The next generation of prostheses came in the 1950s, with the advent of the plastic and acrylic humeral head (the ball part of the joint). The implants were typically fixed with plates and screws farther down the humerus (upper arm bone) and failed due to the screws being pulled out of the bone. Several iterations of implant designs and materials appeared through the early 1980s, again, with limited success. By the 1990s, new designs resulted in marked functional improvements and consistently more positive outcomes. Currently, up to 90% of shoulder replacements last for 10 years or more.

As with the knee, what I frequently hear from patients is; ‘My X-ray is bone on bone,’ or, ‘I was told that ‘this is the worst I’ve ever seen,’ or ‘according to your MRI, surgery is the only way you will have the use of your arm.’

Again, the image should not make the diagnosis. It is just one piece of a multi-factorial presentation, including, but not limited to current function and mobility, the patient’s lifestyle and needs, risk/benefit analysis, recovery time, patient age and health status, each to be carefully considered. The surgery-decision-making criteria remain the same for the shoulder as in the knee: you are no longer able to perform your daily activities and/or your shoulder is so painful that you are unable to function.

Understanding Frozen Shoulder:

Any discussion of shoulder dysfunction and its treatment must include frozen shoulder, a musculoskeletal condition unique to the shoulder. According to Griggs et al (2000), the largest single group of patients have no detectable underlying cause for their symptoms (primary idiopathic frozen shoulder). A substantial group of patients with diabetes mellitus (Type II Diabetes) are considered as a separate group, Diabetic Frozen Shoulder, since the course is usually more severe (with regard to pain and limitation and tend to be more protracted (lasting much longer), presumably due to compromised circulation common in diabetes.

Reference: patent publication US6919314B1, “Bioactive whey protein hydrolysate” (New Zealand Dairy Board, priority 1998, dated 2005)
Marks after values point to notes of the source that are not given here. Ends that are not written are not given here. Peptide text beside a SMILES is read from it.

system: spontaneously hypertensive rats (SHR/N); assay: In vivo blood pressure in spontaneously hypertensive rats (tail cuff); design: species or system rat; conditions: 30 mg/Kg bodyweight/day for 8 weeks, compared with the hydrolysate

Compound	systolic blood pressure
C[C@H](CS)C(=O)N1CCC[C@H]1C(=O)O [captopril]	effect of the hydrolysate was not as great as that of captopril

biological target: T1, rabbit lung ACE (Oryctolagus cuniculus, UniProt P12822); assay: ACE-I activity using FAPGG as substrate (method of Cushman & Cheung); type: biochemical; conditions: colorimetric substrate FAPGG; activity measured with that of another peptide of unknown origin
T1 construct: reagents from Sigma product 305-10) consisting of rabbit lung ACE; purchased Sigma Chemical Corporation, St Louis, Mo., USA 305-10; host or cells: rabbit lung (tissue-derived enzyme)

Patients with frozen shoulder will report that the symptoms come on spontaneously, without any apparent cause. Radiologic findings are frequently negative and the symptoms are rarely associated with pathologic findings. The diagnosis is made with the history and clinical presentation:

The three phases of frozen shoulder:

  • Initial phase: characterized by significant should pain with movement and/or at rest
  • Freezing phase: characterized by a decrease in pain with progressive limitation in shoulder elevation and rotational motions
  • Thawing phase: characterized by progressive increase in range of motion and function

Surgery is rarely an option with frozen shoulder. Occasionally, manipulation under anesthesia is performed, where the patient is put to sleep and the shoulder is forcibly moved. This procedure typically results in a worsening of the symptoms and a more protracted course. Physical therapy is typically the treatment of choice. With no intervention, the typical course is 18 months to resolution. With appropriate physical therapy, the length of the clinical course can be significantly shortened (6-9 months).

I will recommend a book by T.R. Reid, entitled ‘The Healing of America,’ that chronicles the author’s search for a solution to his very painful shoulder that was fractured decades earlier, repaired successfully, but started to give him severe pain with functional limitation forty years after the initial injury. The search takes Mr. Reid to the major industrialized countries as he explores how each of those country’s health care systems would manage the injury.

As with the total knee replacement, the stronger, more fit and flexible you are going into the surgery, the faster and more complete the recovery. If you have any questions about conservative treatment for shoulder pain or dysfunction, do not hesitate to contact me.

For the right reason, at the right time, in the hands of a skilled surgeon, surgical outcomes are typically excellent, with a result that could not be achieved in any other way.

Yours in health,



Desai SS. History and evolution of shoulder arthroscopy. J Arthrosc Surg Sport Med 2020;1(1):11-5.

Flatow EL, Harrison AK. A history of reverse total shoulder arthroplasty. Clin Orthop Relat Res. 2011 Sep;469(9):2432-9

Griggs SM , AhnA, GreenA. Idiopathic adhesive capsulitis: a prospective functional outcome study of nonoperative treatment. J Bone Joint Surg [Am]2000;82-A:1398–1407. 

Robinson, CM, Seah KTM, Chee, YHP, Hindle, Murray, IR. Frozen Shoulder. J Bone Joint Surg [Am]2012;94-B:1-9.

Rosedale R, Rastogi R, Kidd J, Lynch G, Supp G, Robbins SM. A study exploring the prevalence of Extremity Pain of Spinal Source (EXPOSS). J Man Manip Ther. 2020 Sep;28(4):222-230.